Risk assessment

Risk assessment

A risk is a potential for harm, discomfort or inconvenience (National Statement, page 15). It involves:

  • the likelihood that harm, discomfort or inconvenience will occur
  • the severity of the harm, including its consequences.

Researchers should do their own risk assessment when thinking about ethical clearance. This shall provide an indication of how long review of the application shall take. Please refer to the National Statement on Ethical Conduct in Human Research (2007) for more detail.

Low risk research

Low risk research describes research in which the only foreseeable risk is one of discomfort. Where the risk, even if unlikely, is more serious than discomfort, the research is not low risk.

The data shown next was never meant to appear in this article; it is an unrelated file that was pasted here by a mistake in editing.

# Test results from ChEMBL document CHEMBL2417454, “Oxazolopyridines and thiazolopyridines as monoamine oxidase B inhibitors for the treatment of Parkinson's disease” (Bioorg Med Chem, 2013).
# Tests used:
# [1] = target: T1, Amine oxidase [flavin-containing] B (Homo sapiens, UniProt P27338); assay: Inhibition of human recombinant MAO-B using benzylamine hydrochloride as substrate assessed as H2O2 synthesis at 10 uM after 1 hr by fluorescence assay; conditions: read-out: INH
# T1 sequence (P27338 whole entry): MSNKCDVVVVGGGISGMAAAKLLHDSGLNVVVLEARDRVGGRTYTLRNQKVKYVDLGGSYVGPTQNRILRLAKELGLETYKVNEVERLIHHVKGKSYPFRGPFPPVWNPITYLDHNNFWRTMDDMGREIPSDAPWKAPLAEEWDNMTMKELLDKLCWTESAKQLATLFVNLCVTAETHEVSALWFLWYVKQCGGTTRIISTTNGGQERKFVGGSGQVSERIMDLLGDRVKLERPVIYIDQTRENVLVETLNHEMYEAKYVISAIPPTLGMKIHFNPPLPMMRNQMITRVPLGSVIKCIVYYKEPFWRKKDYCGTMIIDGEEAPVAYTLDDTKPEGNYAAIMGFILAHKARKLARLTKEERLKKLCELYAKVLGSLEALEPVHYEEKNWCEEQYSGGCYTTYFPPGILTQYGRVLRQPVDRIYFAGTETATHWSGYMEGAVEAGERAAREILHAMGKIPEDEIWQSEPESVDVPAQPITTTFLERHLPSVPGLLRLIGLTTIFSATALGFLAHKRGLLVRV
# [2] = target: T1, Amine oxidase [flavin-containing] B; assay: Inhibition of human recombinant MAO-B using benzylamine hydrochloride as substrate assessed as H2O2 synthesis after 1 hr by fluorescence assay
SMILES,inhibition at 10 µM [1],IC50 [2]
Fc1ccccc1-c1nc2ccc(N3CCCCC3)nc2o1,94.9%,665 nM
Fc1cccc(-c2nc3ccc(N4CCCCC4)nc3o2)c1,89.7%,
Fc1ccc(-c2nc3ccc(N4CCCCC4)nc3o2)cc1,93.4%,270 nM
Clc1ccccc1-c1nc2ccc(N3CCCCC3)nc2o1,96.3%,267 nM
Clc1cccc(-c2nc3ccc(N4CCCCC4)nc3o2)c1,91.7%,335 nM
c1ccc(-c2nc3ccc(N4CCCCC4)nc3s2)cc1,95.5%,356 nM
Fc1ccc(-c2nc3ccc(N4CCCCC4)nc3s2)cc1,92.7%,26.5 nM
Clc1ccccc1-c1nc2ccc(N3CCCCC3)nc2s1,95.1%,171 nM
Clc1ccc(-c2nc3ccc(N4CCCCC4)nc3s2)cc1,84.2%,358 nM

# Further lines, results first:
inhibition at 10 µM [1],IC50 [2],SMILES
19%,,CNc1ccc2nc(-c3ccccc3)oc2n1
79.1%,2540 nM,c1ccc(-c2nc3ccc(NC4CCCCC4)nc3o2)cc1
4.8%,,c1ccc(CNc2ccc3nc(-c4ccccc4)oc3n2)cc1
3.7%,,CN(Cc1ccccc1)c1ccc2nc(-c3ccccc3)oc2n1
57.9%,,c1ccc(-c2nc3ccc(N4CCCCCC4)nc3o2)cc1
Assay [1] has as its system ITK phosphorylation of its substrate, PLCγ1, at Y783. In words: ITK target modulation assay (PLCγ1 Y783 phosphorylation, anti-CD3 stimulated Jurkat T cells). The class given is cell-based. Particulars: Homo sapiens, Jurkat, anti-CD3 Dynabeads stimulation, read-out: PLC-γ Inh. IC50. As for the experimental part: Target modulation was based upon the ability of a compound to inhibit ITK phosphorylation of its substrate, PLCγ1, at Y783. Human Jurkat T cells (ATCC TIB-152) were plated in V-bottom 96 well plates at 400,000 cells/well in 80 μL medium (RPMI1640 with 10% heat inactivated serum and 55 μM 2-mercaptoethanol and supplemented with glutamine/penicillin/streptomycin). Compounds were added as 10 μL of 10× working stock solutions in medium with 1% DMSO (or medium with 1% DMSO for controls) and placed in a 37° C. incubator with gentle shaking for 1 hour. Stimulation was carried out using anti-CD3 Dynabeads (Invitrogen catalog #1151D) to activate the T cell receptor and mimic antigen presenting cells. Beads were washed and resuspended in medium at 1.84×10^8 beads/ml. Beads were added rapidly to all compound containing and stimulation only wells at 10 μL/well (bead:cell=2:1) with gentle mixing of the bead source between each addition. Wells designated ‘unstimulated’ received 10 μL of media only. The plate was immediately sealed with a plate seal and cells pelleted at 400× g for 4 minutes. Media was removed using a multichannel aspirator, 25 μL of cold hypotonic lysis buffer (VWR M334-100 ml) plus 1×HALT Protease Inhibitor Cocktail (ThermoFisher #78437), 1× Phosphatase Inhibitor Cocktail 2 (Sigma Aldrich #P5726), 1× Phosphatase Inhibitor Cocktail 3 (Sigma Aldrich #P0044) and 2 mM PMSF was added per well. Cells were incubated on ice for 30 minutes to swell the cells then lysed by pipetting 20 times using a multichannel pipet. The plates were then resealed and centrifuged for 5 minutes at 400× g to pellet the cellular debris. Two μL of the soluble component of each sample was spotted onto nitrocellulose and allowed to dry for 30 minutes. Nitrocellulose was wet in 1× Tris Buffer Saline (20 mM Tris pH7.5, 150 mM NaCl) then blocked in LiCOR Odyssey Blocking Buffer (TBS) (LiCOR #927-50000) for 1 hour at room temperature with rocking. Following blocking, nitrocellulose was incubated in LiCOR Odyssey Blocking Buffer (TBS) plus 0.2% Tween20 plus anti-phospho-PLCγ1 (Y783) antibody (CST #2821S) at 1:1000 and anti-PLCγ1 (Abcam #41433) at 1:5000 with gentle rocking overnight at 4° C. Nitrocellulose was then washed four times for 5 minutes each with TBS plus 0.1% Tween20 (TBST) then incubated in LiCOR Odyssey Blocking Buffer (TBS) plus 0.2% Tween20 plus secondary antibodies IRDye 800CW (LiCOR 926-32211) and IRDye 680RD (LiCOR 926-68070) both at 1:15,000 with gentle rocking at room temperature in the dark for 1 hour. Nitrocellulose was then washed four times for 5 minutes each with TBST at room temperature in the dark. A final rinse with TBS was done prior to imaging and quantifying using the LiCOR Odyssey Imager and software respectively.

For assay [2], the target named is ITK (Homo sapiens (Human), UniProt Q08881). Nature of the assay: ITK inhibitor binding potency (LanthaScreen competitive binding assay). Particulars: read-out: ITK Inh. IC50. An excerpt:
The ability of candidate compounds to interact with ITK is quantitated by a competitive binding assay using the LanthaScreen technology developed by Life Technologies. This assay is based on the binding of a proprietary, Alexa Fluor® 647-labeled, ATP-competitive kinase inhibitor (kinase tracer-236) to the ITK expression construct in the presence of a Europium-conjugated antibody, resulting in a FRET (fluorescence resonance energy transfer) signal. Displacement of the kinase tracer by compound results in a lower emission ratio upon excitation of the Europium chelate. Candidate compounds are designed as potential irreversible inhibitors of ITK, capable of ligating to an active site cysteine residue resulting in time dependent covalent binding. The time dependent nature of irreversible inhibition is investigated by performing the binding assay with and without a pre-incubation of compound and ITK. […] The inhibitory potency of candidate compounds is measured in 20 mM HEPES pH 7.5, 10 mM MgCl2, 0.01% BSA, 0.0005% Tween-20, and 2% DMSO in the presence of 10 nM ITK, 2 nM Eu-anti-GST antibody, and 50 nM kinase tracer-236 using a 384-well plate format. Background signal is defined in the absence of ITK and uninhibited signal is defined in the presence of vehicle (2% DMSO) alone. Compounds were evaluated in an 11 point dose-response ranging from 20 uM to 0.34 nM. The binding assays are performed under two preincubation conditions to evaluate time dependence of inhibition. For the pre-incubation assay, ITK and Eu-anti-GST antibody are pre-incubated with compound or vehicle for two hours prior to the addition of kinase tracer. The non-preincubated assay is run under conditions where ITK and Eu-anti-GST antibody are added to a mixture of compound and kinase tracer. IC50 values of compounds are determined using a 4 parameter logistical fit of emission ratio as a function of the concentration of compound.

High risk research

High risk research is research which involves more than low risk. The following types of research will, in most circumstances, require review by the full Human Research Ethics Committee which includes all research that involves (National Statement, page 78) :

  • more than low risk
  • Aboriginal and Torres Strait Islander Peoples
  • people with a cognitive impairment, an intellectual disability, or a mental illness
  • people in dependent or unequal relationships
  • people highly dependent on medical care, who may be unable to give consent
  • people who may be involved in illegal activities
  • woman who are pregnant and the human foetus
  • interventions and therapies, including clinical and non-clinical trials, and innovations
  • human genetics
  • human stem cells